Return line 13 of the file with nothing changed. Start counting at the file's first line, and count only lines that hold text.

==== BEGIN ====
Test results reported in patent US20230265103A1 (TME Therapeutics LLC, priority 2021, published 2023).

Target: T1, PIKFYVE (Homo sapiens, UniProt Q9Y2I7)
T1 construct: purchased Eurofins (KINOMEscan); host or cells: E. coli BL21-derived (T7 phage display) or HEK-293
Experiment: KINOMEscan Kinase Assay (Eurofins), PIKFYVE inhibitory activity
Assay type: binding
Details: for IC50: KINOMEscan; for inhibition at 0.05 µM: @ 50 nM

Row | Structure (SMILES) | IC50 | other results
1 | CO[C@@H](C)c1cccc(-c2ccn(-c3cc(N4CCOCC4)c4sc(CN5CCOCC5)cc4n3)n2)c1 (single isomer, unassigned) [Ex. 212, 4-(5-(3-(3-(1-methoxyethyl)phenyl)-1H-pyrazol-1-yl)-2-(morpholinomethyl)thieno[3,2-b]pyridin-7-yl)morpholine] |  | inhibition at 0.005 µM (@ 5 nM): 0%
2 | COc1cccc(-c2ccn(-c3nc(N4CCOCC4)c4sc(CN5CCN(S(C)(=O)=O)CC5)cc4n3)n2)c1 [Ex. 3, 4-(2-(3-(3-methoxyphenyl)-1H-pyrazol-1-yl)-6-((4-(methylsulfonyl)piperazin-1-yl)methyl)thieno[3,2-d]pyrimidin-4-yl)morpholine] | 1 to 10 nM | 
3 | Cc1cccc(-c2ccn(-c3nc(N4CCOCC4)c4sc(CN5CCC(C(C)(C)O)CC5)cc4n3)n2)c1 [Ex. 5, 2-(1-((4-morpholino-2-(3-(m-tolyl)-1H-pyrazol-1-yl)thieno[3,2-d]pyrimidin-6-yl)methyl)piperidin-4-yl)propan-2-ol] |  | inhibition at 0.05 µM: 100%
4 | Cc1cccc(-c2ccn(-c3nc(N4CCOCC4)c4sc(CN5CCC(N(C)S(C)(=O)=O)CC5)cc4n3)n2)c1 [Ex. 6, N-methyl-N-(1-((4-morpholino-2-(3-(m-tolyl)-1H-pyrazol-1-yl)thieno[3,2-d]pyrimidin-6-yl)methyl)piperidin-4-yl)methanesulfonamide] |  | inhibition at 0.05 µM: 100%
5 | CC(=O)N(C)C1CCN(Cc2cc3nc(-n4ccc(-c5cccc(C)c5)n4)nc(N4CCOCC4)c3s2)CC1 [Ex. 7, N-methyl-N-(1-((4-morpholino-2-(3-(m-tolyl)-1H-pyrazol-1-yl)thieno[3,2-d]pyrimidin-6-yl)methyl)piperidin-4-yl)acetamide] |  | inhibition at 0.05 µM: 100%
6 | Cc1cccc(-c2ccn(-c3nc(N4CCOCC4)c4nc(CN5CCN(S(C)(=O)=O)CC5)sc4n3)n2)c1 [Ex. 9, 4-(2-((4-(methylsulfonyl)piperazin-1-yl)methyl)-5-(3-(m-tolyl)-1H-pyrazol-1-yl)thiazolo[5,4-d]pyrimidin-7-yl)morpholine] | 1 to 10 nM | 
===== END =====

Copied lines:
6 | Cc1cccc(-c2ccn(-c3nc(N4CCOCC4)c4nc(CN5CCN(S(C)(=O)=O)CC5)sc4n3)n2)c1 [Ex. 9, 4-(2-((4-(methylsulfonyl)piperazin-1-yl)methyl)-5-(3-(m-tolyl)-1H-pyrazol-1-yl)thiazolo[5,4-d]pyrimidin-7-yl)morpholine] | 1 to 10 nM | 